WALLINGFORD — Although the Board of Education declined to participate in a state survey on youth homelessness, questions on the subject may be rolled into an existing risk assessment survey.
Karen Hlavac, school board chairwoman, said the board rejected the survey at a subcommittee meeting Jan. 7 for two main reasons.
The board wanted to give parents an opportunity to look at the survey—which they are entitled to under the school district policy on surveys—and because of student privacy concerns, since the survey contained questions of a personal nature and was slated to be given during lunch in the cafeteria, she said.
Mike Votto, school board member, said he objected to questions that seemed inappropriate, including those about race, ethnicity, gender and HIV status. He added that the school district can include some questions on the current risk assessment survey.
Aimee Turner, pupil personnel services director, presented information on the statewide survey to the board.
She said at the meeting that the goal of the survey—for high school students ages 16-20—would have been to identify teens and young adults experiencing homelessness or housing instability.
It would give the state current data on Wallingford’s needs, whether it’s for housing, food, access to jobs or transportation.
After the meeting, Turner said she was in favor of gathering data on homelessness among Wallingford students, as was Tony Loomis, the wellness curriculum coordinator and director of school counselors.
“Relatively speaking, our students complete a large number of surveys,” Loomis said via email. “For example, a climate survey just went out. If we over-survey our students we risk our students become jaded to taking surveys and validity may suffer. It would be better to include this topic as part of a survey that is already being conducted.”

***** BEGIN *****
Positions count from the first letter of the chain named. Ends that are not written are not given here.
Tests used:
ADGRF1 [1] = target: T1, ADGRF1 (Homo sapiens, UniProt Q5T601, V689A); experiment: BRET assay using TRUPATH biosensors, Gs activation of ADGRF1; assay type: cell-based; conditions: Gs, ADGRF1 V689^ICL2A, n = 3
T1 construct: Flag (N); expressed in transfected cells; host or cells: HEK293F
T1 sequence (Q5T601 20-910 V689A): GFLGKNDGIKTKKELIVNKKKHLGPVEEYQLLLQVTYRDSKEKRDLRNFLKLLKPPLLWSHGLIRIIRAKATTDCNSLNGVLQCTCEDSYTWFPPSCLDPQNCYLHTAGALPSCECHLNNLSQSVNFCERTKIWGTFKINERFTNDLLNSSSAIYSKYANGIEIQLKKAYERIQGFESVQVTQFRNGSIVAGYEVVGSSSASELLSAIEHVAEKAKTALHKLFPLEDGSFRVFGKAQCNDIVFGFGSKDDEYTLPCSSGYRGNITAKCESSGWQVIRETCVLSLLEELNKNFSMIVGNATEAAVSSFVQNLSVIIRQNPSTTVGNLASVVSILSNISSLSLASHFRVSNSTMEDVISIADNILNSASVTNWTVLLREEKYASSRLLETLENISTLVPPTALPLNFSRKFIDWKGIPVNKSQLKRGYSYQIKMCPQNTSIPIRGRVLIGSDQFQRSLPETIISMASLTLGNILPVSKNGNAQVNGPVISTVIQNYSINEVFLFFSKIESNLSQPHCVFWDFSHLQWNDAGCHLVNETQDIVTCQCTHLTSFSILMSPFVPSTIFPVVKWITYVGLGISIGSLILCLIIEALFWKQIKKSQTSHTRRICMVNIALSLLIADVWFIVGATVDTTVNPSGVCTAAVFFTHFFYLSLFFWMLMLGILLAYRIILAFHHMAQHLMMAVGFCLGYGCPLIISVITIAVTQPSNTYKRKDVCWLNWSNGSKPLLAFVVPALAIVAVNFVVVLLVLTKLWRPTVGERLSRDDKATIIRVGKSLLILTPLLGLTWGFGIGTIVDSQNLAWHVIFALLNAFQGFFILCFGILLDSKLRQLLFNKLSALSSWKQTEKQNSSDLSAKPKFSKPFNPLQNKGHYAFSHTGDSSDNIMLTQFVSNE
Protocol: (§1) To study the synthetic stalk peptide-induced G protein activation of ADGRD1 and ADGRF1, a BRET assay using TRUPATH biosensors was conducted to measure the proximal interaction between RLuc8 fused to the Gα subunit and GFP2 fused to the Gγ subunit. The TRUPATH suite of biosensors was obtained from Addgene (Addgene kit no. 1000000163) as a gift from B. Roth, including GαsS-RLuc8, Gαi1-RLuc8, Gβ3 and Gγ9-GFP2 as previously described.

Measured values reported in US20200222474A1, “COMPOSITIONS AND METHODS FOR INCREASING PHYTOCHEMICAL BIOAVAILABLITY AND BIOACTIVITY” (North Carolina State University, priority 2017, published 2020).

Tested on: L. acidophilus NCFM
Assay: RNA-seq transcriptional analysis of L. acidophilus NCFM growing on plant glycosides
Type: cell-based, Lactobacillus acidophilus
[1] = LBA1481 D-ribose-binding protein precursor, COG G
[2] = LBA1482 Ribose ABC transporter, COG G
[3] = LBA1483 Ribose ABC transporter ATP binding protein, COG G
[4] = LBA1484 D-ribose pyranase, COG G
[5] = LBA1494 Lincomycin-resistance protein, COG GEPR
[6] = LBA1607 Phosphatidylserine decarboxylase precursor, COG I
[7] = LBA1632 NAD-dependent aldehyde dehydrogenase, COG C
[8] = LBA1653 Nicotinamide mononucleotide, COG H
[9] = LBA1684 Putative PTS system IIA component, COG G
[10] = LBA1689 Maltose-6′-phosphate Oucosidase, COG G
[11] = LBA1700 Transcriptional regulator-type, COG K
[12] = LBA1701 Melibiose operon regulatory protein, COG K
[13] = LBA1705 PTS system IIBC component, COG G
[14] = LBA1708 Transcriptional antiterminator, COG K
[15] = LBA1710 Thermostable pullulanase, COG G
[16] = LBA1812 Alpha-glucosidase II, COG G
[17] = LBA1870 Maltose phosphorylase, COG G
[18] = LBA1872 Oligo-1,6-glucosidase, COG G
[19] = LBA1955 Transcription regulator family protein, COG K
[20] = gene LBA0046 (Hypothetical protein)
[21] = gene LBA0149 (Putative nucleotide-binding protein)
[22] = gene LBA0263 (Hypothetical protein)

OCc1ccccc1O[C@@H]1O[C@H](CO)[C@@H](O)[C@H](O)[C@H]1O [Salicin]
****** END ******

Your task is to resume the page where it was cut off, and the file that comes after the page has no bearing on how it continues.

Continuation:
A collaborative team of several state agencies and youth-serving organizations called the Youth Engagement Team Initiative created the survey.
Mary Anne Haley, Connecticut Coalition to End Homelessness deputy director, said that more than 200 school districts have participated in the voluntary and anonymous survey over the past three years. A statewide youth outreach and homeless count is done the last week of January.
Haley said that Wallingford is part of a region that includes Meriden and some towns in Middlesex County.
“It would be great to have them on board,” Haley said about Wallingford. “If the Board of Education doesn’t want to do it in-school, they can do the survey outside the school, where youth convene,” such as the library.
This year’s youth survey is still being finalized, but past surveys are available at www.cceh.org/pit/data-and-reports.
Some questions on the survey are mandated by the federal Department of Housing and Urban Development, other were created by the team with input from homeless youth.
Haley said student are asked questions about race, sexual orientation and gender identity because “there’s significant evidence that says LGBTQ and youth of color are more highly represented in the homeless youth population.”
“Youth are a more invisible population,” Haley said. “We want to be able to capture the disproportionality for youth of color and gender-nonconforming youth, because if we’re going to create systems to end youth homelessness, we need to understand its origins and the things that created the circumstances that youth become homeless.”
Gov. Ned Lamont’s office announced Tuesday that the Connecticut Department of Housing is releasing $1.1 million in additional funding through its current operating budget to support the Connecticut Coalition to End Homelessness.
The flexible assistance funding complements a $2.5 million donation to the Coalition that was announced late last year by the Day 1 Families Fund, a philanthropic effort led by Amazon CEO Jeff Bezos, according to a statement.